Joseph’s number so we made a couple of phone calls to get it, finally got hold of him and arranged for pick up. While we were waiting, though, Jesse and I were approached by an old Arabic man who told us stories about his bad knees (evidently inherited since his father was tall and thin but his mother was short and round) and showed us the copy of the Koran he was carrying with him. It was a pleasant way to kill tie while we were waiting for our ride.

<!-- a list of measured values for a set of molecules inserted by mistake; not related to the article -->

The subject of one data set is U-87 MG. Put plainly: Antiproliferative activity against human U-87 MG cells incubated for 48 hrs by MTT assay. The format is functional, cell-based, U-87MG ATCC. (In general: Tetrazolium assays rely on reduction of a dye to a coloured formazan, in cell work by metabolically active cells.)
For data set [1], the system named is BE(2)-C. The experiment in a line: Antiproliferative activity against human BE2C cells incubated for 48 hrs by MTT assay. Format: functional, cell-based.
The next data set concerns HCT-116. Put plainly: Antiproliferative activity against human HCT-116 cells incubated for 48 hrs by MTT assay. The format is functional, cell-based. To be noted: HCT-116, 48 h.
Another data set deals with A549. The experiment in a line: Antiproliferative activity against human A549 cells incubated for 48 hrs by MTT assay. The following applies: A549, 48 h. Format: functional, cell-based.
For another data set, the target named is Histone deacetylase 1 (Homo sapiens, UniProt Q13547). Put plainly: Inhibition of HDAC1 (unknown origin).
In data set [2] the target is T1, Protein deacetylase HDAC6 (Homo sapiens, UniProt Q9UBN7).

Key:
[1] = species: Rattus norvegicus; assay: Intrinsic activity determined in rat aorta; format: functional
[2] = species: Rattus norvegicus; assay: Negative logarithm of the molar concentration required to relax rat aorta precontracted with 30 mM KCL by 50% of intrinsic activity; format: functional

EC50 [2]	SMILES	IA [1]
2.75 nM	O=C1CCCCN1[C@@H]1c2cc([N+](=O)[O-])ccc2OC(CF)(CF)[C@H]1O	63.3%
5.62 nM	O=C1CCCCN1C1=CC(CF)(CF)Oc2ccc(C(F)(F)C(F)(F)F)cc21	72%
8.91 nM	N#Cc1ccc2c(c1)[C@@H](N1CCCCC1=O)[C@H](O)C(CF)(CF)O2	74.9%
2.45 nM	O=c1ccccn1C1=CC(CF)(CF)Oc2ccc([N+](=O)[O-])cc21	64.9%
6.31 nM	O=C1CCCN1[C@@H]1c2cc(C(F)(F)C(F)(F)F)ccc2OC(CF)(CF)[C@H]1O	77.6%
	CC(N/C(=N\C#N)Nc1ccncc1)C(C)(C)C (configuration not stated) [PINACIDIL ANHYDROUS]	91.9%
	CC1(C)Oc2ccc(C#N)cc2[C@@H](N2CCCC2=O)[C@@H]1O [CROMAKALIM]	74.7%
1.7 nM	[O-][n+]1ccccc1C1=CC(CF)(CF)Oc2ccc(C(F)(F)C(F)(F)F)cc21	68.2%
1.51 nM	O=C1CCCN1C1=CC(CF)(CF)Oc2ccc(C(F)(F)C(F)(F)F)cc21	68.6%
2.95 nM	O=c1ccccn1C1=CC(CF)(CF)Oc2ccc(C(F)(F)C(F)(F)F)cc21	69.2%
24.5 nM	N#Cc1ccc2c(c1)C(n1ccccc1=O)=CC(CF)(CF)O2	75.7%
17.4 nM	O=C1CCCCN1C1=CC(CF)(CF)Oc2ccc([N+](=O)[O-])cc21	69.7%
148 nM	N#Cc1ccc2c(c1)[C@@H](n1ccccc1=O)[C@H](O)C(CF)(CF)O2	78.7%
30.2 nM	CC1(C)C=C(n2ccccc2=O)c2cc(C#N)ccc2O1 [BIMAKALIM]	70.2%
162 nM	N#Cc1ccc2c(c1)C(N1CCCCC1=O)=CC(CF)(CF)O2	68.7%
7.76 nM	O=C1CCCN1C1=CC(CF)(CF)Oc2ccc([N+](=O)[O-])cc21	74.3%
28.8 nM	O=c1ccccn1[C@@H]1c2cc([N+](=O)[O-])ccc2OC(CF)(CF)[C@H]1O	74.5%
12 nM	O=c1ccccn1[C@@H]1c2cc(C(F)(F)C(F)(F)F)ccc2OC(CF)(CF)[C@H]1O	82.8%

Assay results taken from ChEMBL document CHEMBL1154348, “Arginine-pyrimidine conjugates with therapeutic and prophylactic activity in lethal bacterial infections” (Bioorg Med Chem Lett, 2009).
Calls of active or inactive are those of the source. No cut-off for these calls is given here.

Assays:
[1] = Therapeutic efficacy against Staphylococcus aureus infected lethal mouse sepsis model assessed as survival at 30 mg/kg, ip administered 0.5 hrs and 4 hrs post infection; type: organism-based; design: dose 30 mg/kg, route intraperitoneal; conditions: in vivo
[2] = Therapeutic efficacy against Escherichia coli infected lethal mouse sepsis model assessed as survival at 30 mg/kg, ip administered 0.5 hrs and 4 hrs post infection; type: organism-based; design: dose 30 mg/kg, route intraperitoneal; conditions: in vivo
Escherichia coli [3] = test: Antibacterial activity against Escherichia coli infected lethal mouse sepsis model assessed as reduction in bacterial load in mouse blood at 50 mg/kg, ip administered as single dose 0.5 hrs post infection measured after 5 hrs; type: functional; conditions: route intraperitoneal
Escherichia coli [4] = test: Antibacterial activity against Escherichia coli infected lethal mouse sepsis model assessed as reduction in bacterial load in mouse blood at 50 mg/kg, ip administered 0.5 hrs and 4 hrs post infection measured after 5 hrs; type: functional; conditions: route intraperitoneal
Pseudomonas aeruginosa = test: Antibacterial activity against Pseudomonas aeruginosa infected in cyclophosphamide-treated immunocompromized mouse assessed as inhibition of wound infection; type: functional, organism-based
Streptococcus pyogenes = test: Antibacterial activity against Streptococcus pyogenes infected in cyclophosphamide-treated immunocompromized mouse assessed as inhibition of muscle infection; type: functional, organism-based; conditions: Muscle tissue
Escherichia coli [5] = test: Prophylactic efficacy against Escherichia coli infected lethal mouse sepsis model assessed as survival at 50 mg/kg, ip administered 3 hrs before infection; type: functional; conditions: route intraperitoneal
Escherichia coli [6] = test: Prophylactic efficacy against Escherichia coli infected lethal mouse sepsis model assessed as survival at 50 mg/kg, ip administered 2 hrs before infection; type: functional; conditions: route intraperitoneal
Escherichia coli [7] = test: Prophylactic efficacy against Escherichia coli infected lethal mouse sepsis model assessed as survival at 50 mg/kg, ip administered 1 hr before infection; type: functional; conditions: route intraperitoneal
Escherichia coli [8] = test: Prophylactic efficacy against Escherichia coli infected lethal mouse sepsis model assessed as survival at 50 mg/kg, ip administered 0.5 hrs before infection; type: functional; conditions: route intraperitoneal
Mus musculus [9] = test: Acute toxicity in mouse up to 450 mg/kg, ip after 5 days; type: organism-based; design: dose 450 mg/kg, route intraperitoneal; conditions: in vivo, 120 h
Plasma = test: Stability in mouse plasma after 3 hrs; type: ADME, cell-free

By this time, we were all hungry so off we went to a mall (I know, big surprise) where we had dinner at Chili’s (and I was good, having a chicken Caesar salad and not another burger!). Afterwards, Dimitri wanted some pictures of the fishing boat harbor we had passed earlier so off we went. Naturally though, the harbor was right next to the fish market and what hangs around a fish market? That’s right, cats. Iryna was in heaven, counting all the cats we saw and wanting us to just drop her off there. The smell, however, put an end to that dream. No wonder the cats were drawn to this place. Even through the closed windows of our van IMG_5372the smell was permeating. Of course, this also spawned a euphemism – Jesse had recently shaved his head and so when Iryna rubbed it, she exclaimed it was just like petting a “fish market cat.” Now that’s a metaphor I could live with.